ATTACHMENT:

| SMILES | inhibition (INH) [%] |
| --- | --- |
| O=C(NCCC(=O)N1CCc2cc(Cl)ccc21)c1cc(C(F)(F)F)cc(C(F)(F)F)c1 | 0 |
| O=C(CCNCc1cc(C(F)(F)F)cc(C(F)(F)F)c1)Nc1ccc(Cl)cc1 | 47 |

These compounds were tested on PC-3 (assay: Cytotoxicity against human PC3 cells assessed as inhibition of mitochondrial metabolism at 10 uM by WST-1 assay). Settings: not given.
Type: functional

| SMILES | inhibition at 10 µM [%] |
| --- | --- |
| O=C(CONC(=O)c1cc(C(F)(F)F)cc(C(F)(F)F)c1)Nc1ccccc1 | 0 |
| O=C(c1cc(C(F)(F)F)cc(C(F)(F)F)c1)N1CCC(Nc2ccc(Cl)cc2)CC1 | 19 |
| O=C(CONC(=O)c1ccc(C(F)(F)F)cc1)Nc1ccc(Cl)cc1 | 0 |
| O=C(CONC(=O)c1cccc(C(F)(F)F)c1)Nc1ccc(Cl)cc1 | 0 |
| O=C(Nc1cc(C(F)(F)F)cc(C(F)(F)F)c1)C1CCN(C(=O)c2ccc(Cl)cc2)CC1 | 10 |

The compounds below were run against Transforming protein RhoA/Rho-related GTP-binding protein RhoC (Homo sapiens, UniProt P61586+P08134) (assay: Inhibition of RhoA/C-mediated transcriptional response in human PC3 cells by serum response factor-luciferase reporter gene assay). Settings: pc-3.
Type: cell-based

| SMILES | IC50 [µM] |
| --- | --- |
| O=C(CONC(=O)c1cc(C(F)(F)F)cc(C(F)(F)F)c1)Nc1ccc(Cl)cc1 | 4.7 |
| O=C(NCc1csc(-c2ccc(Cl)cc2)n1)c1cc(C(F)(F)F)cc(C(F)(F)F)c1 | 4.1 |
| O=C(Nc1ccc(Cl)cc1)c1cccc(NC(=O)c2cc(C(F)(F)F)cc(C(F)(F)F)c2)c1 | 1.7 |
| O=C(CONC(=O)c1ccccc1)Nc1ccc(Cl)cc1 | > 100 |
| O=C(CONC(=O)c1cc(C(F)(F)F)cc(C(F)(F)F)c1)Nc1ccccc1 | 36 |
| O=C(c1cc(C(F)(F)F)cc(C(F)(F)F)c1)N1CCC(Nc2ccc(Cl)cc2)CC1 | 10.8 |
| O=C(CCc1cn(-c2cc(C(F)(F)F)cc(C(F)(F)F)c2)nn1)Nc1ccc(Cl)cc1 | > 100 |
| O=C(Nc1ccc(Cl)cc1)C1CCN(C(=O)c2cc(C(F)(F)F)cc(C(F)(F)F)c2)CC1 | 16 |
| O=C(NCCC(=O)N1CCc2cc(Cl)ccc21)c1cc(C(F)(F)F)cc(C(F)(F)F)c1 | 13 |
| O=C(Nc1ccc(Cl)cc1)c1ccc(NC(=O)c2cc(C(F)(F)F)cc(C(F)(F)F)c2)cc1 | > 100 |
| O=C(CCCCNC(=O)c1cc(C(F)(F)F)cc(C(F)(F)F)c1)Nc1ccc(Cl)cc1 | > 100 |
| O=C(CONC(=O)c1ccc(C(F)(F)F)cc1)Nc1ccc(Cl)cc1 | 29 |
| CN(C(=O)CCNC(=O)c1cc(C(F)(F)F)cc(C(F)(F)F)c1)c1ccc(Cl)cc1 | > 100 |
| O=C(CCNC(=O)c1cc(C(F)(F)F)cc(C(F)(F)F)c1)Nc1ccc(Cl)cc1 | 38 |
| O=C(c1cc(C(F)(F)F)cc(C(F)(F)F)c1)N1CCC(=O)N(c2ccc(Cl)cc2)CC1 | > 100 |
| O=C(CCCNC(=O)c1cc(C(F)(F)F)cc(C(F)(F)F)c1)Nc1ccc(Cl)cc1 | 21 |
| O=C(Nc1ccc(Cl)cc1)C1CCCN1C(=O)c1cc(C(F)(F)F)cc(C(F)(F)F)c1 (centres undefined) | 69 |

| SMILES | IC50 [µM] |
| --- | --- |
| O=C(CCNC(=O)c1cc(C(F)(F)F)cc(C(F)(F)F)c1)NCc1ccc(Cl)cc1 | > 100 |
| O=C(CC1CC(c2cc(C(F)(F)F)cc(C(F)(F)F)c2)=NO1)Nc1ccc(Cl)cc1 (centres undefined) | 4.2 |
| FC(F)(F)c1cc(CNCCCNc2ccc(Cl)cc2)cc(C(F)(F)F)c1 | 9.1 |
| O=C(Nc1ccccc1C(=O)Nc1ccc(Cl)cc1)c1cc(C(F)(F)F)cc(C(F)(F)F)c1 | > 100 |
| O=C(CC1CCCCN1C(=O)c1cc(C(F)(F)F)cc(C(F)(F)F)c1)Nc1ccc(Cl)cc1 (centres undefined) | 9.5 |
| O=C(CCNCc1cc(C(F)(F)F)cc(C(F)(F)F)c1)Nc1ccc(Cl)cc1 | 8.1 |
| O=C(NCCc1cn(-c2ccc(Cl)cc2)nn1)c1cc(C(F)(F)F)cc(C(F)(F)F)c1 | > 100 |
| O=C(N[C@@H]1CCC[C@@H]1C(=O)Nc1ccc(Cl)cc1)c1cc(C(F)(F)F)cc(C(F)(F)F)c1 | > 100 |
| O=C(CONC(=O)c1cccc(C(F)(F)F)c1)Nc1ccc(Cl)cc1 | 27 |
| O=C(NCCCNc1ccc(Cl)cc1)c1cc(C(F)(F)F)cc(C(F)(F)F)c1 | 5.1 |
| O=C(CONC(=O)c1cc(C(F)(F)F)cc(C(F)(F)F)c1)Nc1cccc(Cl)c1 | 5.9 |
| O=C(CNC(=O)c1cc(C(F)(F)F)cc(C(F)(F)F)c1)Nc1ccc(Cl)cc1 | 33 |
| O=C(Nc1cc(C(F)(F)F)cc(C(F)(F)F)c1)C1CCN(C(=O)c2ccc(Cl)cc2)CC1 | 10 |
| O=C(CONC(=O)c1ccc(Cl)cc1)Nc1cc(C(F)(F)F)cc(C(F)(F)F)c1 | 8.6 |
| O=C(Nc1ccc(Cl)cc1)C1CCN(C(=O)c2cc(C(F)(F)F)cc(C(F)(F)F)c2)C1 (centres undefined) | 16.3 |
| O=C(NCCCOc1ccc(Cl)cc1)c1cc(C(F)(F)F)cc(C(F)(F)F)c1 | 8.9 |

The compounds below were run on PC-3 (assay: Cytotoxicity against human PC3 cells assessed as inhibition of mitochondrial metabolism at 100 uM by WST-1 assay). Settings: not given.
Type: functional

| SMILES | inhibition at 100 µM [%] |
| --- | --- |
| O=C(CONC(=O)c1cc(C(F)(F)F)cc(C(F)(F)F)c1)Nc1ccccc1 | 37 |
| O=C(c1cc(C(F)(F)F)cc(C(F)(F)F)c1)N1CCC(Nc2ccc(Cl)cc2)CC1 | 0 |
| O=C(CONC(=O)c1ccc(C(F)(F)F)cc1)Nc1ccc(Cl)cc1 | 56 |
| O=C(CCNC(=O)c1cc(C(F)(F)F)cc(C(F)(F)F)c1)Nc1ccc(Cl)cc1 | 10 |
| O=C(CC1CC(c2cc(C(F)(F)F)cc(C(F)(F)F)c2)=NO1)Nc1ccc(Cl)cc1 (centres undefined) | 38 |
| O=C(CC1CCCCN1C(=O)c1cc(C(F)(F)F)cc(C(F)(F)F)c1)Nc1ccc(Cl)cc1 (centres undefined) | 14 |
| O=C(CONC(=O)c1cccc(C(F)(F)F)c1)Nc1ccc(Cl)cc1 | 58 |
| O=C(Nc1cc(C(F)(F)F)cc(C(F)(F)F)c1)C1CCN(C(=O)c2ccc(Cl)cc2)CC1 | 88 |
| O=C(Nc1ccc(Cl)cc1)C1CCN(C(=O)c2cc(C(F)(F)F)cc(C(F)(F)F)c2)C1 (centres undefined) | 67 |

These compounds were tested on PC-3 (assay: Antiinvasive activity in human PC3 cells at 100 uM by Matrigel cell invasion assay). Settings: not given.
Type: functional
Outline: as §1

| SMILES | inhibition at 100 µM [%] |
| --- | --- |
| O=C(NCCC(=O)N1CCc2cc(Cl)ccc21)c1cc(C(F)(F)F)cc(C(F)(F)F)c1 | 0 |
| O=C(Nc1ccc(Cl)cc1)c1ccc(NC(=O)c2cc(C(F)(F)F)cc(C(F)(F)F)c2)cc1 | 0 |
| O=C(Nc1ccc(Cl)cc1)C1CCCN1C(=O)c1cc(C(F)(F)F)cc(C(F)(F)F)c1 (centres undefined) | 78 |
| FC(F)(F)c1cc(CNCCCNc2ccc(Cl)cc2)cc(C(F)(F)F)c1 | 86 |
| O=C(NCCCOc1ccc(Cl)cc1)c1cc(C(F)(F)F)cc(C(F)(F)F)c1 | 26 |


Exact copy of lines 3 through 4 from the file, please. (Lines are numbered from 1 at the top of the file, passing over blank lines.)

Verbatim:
| O=C(NCCC(=O)N1CCc2cc(Cl)ccc21)c1cc(C(F)(F)F)cc(C(F)(F)F)c1 | 0 |
| O=C(CCNCc1cc(C(F)(F)F)cc(C(F)(F)F)c1)Nc1ccc(Cl)cc1 | 47 |